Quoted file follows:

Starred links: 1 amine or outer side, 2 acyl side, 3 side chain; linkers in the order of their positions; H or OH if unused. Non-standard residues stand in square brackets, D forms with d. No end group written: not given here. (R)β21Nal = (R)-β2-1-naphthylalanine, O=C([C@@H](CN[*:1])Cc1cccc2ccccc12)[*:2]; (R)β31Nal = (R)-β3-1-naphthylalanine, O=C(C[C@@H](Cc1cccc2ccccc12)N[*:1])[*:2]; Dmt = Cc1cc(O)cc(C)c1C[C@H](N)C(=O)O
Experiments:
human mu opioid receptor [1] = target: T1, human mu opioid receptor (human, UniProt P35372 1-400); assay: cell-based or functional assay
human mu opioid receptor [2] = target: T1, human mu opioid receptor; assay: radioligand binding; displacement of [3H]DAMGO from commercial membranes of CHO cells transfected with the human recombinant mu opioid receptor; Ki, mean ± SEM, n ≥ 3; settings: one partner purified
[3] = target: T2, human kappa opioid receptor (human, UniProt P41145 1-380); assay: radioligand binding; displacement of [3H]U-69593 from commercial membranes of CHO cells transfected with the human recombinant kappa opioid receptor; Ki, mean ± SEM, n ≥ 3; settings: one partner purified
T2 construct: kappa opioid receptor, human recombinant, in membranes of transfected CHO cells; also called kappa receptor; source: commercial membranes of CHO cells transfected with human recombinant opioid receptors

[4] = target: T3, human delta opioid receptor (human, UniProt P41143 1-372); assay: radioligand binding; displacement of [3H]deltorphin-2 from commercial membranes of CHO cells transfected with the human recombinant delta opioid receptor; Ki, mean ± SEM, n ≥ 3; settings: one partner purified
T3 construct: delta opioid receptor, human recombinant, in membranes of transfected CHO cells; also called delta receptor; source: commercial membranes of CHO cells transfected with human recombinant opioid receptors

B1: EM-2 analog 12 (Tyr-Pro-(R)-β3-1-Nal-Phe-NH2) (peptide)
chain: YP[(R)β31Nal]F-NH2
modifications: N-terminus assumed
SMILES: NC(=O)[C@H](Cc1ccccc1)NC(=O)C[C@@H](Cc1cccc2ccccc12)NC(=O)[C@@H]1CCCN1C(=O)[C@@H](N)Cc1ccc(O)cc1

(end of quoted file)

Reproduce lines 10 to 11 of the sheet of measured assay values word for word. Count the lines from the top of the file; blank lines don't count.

chain: YP[(R)β31Nal]F-NH2
modifications: N-terminus assumed